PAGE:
Let's talk about unlocking the full potential of Windows machines in your domain, and my favorite method involves dancing with the Server Message Block (SMB) protocol. Picture it as a backstage pass to a concert; it uses port 445 and opens the door to a wealth of information. The secret sauce here? The NTLM authentication protocol, which adds an extra layer of access. Feel free to leverage tools like Nmap for this journey.

└─$ sudo nmap --script smb-os-discovery  
Starting Nmap 7.93 ( ) at 2023-01-28 12:10 CET
Nmap scan report for
Host is up (0.000086s latency).
Not shown: 997 closed tcp ports (reset)
135/tcp open  msrpc
139/tcp open  netbios-ssn
445/tcp open  microsoft-ds
MAC Address: 1E:3A:58:0B:95:35 (Unknown)

Host script results:
| smb-os-discovery: 
|   OS: Windows 10 Enterprise Evaluation 19045 (Windows 10 Enterprise Evaluation 6.3)
|   OS CPE: cpe:/o:microsoft:windows_10::-
|   Computer name: PC-BERU
|   NetBIOS computer name: PC-BERU\x00
|   Domain name: SHADOW.local
|   Forest name: SHADOW.local
|_  System time: 2023-01-28T12:10:12+01:00

Nmap done: 1 IP address (1 host up) scanned in 1.45 seconds

Additionally, we can employ Python, specifically the Impacket library, to get intel from the machines. The SMBConnection class acts like your virtual tour guide, offering a backstage pass to information like operating systems and DNS names.

In [1]: from impacket.smbconnection import SMBConnection
In [2]: conn = SMBConnection("", "")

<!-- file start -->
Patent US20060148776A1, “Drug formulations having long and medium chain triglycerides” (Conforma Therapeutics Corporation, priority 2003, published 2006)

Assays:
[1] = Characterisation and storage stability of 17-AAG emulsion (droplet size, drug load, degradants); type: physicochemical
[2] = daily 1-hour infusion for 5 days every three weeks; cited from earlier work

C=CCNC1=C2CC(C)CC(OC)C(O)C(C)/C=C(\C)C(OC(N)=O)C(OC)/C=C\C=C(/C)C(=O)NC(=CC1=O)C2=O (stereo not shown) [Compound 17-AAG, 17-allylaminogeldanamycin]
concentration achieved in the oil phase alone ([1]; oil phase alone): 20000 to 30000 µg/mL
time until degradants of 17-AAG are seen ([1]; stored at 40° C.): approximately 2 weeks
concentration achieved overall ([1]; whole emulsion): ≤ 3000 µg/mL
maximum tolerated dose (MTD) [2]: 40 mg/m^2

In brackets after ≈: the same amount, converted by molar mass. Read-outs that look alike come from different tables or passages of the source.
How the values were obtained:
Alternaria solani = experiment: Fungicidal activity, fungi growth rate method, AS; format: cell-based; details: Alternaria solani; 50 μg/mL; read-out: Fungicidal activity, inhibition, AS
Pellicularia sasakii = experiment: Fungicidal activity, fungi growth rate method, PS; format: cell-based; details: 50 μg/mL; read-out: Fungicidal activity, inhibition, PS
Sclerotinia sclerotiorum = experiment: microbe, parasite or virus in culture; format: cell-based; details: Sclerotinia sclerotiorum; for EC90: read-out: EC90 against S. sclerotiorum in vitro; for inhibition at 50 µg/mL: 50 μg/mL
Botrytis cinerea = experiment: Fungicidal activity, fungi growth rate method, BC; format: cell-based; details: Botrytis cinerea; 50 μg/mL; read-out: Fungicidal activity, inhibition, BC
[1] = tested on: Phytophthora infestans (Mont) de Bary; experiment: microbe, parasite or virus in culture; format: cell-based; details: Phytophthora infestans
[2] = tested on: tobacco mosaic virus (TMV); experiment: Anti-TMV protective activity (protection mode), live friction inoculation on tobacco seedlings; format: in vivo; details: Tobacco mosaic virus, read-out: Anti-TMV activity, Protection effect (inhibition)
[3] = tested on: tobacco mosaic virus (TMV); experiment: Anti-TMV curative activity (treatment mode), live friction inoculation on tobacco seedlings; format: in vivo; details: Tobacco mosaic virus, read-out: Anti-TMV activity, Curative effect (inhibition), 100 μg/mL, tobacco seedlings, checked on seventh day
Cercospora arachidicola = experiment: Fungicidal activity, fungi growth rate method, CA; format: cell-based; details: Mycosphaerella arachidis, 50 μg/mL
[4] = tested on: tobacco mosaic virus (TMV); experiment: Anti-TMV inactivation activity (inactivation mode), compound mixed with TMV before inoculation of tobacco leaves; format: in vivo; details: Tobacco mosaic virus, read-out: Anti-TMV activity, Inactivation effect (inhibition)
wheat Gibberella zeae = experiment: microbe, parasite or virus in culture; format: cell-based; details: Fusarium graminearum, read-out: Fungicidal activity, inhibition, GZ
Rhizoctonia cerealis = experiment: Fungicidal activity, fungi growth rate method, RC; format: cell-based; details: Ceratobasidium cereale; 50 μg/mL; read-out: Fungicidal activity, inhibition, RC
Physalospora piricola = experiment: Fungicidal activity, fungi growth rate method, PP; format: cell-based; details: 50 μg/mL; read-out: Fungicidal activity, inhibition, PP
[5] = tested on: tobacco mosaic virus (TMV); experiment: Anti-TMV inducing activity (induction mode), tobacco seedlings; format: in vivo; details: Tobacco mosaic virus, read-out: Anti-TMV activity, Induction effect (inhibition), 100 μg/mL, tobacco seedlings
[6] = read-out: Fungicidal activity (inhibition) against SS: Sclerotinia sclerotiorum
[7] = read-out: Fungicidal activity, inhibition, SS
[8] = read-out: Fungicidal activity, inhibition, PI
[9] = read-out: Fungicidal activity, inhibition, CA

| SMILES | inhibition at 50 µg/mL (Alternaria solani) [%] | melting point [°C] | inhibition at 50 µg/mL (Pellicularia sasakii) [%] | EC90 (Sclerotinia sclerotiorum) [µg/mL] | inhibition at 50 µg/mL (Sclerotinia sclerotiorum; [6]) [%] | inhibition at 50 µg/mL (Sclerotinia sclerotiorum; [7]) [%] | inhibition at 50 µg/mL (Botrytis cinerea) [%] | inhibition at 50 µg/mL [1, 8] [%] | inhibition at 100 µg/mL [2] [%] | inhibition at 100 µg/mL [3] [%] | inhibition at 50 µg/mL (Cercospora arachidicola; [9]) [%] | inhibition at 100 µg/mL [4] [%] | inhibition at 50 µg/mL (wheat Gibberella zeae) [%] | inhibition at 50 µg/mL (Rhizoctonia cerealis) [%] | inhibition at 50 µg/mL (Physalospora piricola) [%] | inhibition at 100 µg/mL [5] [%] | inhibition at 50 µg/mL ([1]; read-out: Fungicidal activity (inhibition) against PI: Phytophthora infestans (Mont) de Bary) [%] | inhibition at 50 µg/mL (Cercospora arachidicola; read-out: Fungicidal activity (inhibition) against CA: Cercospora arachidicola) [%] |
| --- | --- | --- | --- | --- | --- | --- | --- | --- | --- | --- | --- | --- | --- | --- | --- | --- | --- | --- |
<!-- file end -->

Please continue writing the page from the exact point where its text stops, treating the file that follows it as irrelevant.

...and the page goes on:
In [3]: conn.login("beruinsect", "Password2")
In [4]: conn.getServerOS()
Out[5]: 'Windows 10.0 Build 19041'

Important tip: Ensure your Domain Controller is up before launching connections; otherwise, the login may falter. Also, note that the Impacket class will spill more beans if we flirt with SMB version 1.

In [1]: from impacket.smbconnection import SMBConnection, SessionError
IN [2]: from impacket.smb import SMB_DIALECT
In [3]: conn = SMBConnection("", "", preferredDialect=SMB_DIALECT,)
In [4]: conn.login("vaan", "Password1")
In [5]: conn.getServerOS()
Out[5]: 'Windows 10 Enterprise Evaluation 19045'

In the code above, notice how we specifically identify the Windows 10 version in use. The term "preferredDialect" is our way of nudging the SMB version during the connection. If you peek into the Impacket SMB file, you'll catch references to "NT LM 0.12." This version game is also played by tools like nmap to denote the SMBv1 era.

Identify SMBv1 enabled computers with nmap
How impacket names SMBv1

If you're looking to add some flavor to your exploration with SMBv1, take a detour to 'Turn Windows Features on or off > SMB 1.0/CIFS File Sharing Support.' This move is like tuning your instruments before a concert, preparing your machines for a rock-and-roll experience. Get ready to make them sing as you dive into the SMBv1 world!

How to enable SMBv1

Windows Machine Interaction: Remote Access Strategies and Tools

Unleashing Psexec Magic on Windows Machines

Let's delve into a personal favorite: Psexec, the wizard's wand for remote code execution on Windows machines. This tool weaves its magic by sending your desired commands through Remote Procedure Call (RPC) and orchestrating the exchange of command input and output via SMB pipes. It may sound a bit mysterious, but fear not—I'll unravel the intricacies of these protocols in future articles.